• SHARE

If employers in the private and public sectors are not prepared to take adequate steps to reduce the threat to life from excessive workloads, Japanese judges seem increasingly ready to remind them of their responsibility. The nation’s courts are ruling with greater frequency in favor of the families of victims that overwork was indeed the cause of death for a husband, father or son. Japan’s higher courts are rejecting appeals by employers, who can seem determined to avoid any acknowledgment of the connection. Even more surprising in a society that attaches great importance to employee loyalty, judges are ruling that some suicides are clearly the result of extremely heavy workloads.

Even though the Japanese word for death from overwork, “karoshi,” has entered the English language and some experts believe the estimate of 10,000 such deaths each year in this country may be conservative, it has taken a long time for courts to act, and decisions in cases are not being reached quickly. The landmark ruling that made the change possible was the decision by the Supreme Court last March holding Dentsu Inc., Japan’s largest advertising agency, responsible for the death of a young employee who committed suicide as the result of depression caused by his heavy overtime schedule.

In the most recent ruling, the Okayama Branch of the Hiroshima High Court late last month decided in favor of a man’s widow that more than five years of overwork had caused the death of a local city government employee in Okayama Prefecture. Her husband succumbed to a fatal heart attack exactly 11 years ago, in November 1989. He was 42 years old at the time. Even though the victim sometimes worked past midnight as a designer on construction projects, the directors of the compensation fund for local government employees had argued his death was caused by illness, not work-related duties.

In another drawn-out case, Kawasaki Steel Corp., as the result of a decision by the same court, early last month finally agreed to pay substantial damages to the family of an employee who committed suicide in 1991. The company did so, however, only after losing its appeal against an earlier ruling by the Okayama District Court. The higher court noted that in the five months before he took his life, the 41-year-old victim had worked an average of five overtime hours each weekday and 11 hours on Saturdays and Sundays. In this instance, even the Labor Ministry’s Labor Insurance Appeal Committee agreed this was not a “normal” heavy workload and overturned a decision by a labor standards bureau that it was.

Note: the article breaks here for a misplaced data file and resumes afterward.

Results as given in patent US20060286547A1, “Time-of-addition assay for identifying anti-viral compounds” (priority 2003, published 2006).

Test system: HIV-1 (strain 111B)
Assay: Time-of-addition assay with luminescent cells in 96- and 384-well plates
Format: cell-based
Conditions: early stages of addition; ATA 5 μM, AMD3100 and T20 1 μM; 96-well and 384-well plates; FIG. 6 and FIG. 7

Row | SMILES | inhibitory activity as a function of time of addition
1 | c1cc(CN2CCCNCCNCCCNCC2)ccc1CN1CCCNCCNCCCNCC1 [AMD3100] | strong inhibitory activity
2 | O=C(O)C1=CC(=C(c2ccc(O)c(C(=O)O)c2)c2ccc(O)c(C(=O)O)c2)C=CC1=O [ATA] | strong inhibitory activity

The karoshi threat has not diminished as a result of the economic slowdown and Japan’s high unemployment rate. If anything, it has worsened as a result of reduced corporate staffing and increased globalization: Workers in key industries are required to be in contact with overseas colleagues and customers long past regular working hours. Some businesses now operate on a virtual 24-hour cycle, but Japan has never embraced the concept of shifts for workers outside the manufacturing sector, even though doing so would reduce unemployment.

Instead, the Labor Ministry is promoting a well-intentioned new medical insurance scheme to help prevent death from overwork. (According to the ministry, using its standard definition established in 1995 only 90 people were officially recognized as karoshi victims in 1998, a figure many observers find low.) Under the ministry’s plan, originally scheduled to begin in the next fiscal year, workers exhibiting any of the four warning signs of obesity, high blood pressure, high blood sugar levels and high blood lipid (fat) levels would be eligible for free medical checkups to be covered by workers’ accident insurance. Labor Ministry officials say workers exhibiting abnormalities in all four areas are 35 times more likely to suffer fatal illnesses than are healthy workers.

The issue that is never tackled directly is the lack of sufficient paid leave or vacation time in Japan. At the height of this year’s summer season, an advisory panel to the ministry proposed the introduction of a two-week vacation system, suggesting that workers combine paid holidays with weekends and take their full leave time. In its report, the panel also called, with little success so far, for companies to allow long vacations at times other than the peak Bon and New Year seasons. The governing coalition even pushed two-week vacations as a campaign pledge before the June general election. Thirty years after the 1970 revision by the International Labor Organization of a convention requiring employers to grant three weeks of paid annual leave, at least two of which must be taken consecutively, Japan is no closer than ever to ratifying it.

In a time of both misinformation and too much information, quality journalism is more crucial than ever.
By subscribing, you can help us get the story right.

SUBSCRIBE NOW